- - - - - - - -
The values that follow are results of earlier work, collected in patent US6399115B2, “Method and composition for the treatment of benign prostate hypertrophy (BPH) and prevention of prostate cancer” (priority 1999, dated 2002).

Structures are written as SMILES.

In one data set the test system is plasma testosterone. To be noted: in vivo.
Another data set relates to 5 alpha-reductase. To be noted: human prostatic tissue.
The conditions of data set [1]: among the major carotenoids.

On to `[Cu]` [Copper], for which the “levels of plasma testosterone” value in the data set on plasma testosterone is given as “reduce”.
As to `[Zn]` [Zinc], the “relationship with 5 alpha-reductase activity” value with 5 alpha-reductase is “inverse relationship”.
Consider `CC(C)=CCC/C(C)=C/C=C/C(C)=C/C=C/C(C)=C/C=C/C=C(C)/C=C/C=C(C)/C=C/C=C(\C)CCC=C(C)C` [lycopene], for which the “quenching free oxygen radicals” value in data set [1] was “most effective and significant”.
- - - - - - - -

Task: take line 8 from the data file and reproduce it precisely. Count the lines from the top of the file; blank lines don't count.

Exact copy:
Consider `CC(C)=CCC/C(C)=C/C=C/C(C)=C/C=C/C(C)=C/C=C/C=C(C)/C=C/C=C(C)/C=C/C=C(\C)CCC=C(C)C` [lycopene], for which the “quenching free oxygen radicals” value in data set [1] was “most effective and significant”.